I often write blogs based on what crosses my inbox during a week; and recently I saw just enough articles on who security should report to that I thought I’d select it as the topic du jour.  (Much like Adam, I rarely seem to get to writing these early. This isn’t a new topic, I can read 2003 up to 2009 articles that talk about the same topic, and I heard it at RSA this year as well. The value in talking about it again is that the themes aren’t really about the organization structure; if you peel the onion, they’re about the priority to the business and how to define and enable the desired responses, and there doesn’t appear to be a silver bullet answer.

I would posit that there are a set of underlying questions that all the recent breaches drive when contemplating what it means to be secure today. These questions shape the mission that the security team is responsible for, who they must partner with and ultimately, who and how they report upwards.

  1. What do I need to protect? (PII? Secret corporate recipe? Source code? People? Financial data?)
  2. How do I make sure security happens? (Tone from the top? HR and Tech?)
  3. What happens if I fail? (lawsuit? Regulatory fees? Brand impact?)
  4. How will I know I’m safer a year from now than I am today?

Those questions just scratch the surface on the system that makes up whether security will be successful in any given environment, or how it should be oriented. Thinking about what you need to protect leads to recognizing what kind of regulatory requirements you may be subject to. What is the structure of data, and where is it stored. Those things can lead to contradictory answers on reporting. When you factor in “how do I make sure it happens”, that adds lots of often unexpected complications. That’s before adding best practices like “separation of duties”.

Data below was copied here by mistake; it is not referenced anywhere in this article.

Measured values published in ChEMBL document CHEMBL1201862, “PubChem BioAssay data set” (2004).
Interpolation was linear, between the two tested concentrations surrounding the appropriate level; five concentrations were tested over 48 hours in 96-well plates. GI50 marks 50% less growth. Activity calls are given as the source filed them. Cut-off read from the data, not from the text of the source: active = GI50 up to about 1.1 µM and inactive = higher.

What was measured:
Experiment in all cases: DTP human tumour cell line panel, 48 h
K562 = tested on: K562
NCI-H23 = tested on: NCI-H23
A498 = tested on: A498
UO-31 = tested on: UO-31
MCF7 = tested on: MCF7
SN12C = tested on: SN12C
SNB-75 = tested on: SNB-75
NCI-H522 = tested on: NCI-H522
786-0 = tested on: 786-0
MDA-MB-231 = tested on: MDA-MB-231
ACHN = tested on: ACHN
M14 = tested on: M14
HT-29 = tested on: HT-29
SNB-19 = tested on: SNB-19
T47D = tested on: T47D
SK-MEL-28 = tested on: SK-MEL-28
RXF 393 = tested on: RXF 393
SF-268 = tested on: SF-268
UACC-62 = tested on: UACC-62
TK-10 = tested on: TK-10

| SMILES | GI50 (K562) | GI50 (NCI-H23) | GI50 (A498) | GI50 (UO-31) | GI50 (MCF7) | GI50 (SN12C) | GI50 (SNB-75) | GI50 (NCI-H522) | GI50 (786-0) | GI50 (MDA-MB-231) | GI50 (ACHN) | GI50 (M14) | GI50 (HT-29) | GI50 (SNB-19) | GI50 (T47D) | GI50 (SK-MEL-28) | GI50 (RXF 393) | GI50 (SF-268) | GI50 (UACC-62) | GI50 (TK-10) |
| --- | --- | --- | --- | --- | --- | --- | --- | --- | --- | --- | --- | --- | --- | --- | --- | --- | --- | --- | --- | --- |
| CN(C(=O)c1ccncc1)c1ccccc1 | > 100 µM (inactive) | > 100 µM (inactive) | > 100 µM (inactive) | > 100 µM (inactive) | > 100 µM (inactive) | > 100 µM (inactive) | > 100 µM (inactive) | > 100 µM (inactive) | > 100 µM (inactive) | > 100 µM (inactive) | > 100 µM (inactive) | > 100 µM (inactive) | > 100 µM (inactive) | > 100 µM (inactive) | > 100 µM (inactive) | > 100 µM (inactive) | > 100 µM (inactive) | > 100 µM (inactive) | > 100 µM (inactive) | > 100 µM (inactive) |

An example of that complication is tied to the theory that since Information Technology owns the hardware and networks that contain the sensitive data, they should own the security of it. That level of statement doesn’t take into account making sure that the missions are contradictory (if IT is measured on uptime of Windows machines that often require reboots to install patches, which wins?). In addition, it’s an axiom of the security industry that humans are the weakest link, and most organizations would not be comfortable having Information Technology drive how humans act, or trying to drive culture change in an organization.

When you wrap in the question about failure, this brings up the idea of incident response teams; which can push organizations both to and away from their Information Technology departments. The familiarity with the systems, the networks, and hopefully the deltas between “normal” and “abnormal” behavior are selling points for IT. However, many smaller organizations don’t have the resources to have dedicated business continuity / forensics or legal/communications/PR functions as part of a fully dedicated response team; and if something did go wrong, there is an element of “who watches the watcher” that can push away from IT.

Lastly, the question about measuring and managing security can toss a wrench in the works. Like the question on watching the watcher that comes from incident response; there is an organizational tendency to want to make sure that there is some kind of audit capacity. With all these factors competing to shape the structure, it makes perfect sense that there are a lot of approaches for how to structure it. Like with many things, it feels like the best way to decide it for your company is to get a mission defined that the stakeholders can agree on, and work from there with the stakeholders for how to best support the goal inside your organization, with a plan to re-evaluate and potentially adjust depending on what is, or is not working. What do you think? What organizational structures work really well, or not so well, for you?

@STurnerRice

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